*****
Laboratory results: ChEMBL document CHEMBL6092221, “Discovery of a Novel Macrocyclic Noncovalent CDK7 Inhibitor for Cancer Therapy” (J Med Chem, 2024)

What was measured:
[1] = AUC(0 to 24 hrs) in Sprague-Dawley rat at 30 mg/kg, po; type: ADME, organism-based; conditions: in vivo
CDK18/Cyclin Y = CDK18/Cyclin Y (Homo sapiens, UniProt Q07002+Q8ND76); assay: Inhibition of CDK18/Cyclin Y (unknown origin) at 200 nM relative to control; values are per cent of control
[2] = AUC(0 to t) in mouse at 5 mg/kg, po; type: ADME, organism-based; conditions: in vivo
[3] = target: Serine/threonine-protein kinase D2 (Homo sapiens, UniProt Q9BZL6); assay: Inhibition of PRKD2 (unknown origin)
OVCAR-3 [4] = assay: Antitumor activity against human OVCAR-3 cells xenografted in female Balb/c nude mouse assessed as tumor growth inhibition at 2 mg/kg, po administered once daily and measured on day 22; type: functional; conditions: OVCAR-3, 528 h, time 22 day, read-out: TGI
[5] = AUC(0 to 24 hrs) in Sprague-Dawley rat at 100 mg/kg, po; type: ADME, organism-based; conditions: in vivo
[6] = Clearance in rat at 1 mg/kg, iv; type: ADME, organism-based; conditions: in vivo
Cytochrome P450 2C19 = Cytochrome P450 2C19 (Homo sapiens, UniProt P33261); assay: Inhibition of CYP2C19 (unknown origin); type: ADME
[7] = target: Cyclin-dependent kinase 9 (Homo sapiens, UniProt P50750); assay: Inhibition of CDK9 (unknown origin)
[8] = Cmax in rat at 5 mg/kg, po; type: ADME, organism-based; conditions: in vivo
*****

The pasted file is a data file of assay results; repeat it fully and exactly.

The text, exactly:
Laboratory results: ChEMBL document CHEMBL6092221, “Discovery of a Novel Macrocyclic Noncovalent CDK7 Inhibitor for Cancer Therapy” (J Med Chem, 2024)

What was measured:
[1] = AUC(0 to 24 hrs) in Sprague-Dawley rat at 30 mg/kg, po; type: ADME, organism-based; conditions: in vivo
CDK18/Cyclin Y = CDK18/Cyclin Y (Homo sapiens, UniProt Q07002+Q8ND76); assay: Inhibition of CDK18/Cyclin Y (unknown origin) at 200 nM relative to control; values are per cent of control
[2] = AUC(0 to t) in mouse at 5 mg/kg, po; type: ADME, organism-based; conditions: in vivo
[3] = target: Serine/threonine-protein kinase D2 (Homo sapiens, UniProt Q9BZL6); assay: Inhibition of PRKD2 (unknown origin)
OVCAR-3 [4] = assay: Antitumor activity against human OVCAR-3 cells xenografted in female Balb/c nude mouse assessed as tumor growth inhibition at 2 mg/kg, po administered once daily and measured on day 22; type: functional; conditions: OVCAR-3, 528 h, time 22 day, read-out: TGI
[5] = AUC(0 to 24 hrs) in Sprague-Dawley rat at 100 mg/kg, po; type: ADME, organism-based; conditions: in vivo
[6] = Clearance in rat at 1 mg/kg, iv; type: ADME, organism-based; conditions: in vivo
Cytochrome P450 2C19 = Cytochrome P450 2C19 (Homo sapiens, UniProt P33261); assay: Inhibition of CYP2C19 (unknown origin); type: ADME
[7] = target: Cyclin-dependent kinase 9 (Homo sapiens, UniProt P50750); assay: Inhibition of CDK9 (unknown origin)
[8] = Cmax in rat at 5 mg/kg, po; type: ADME, organism-based; conditions: in vivo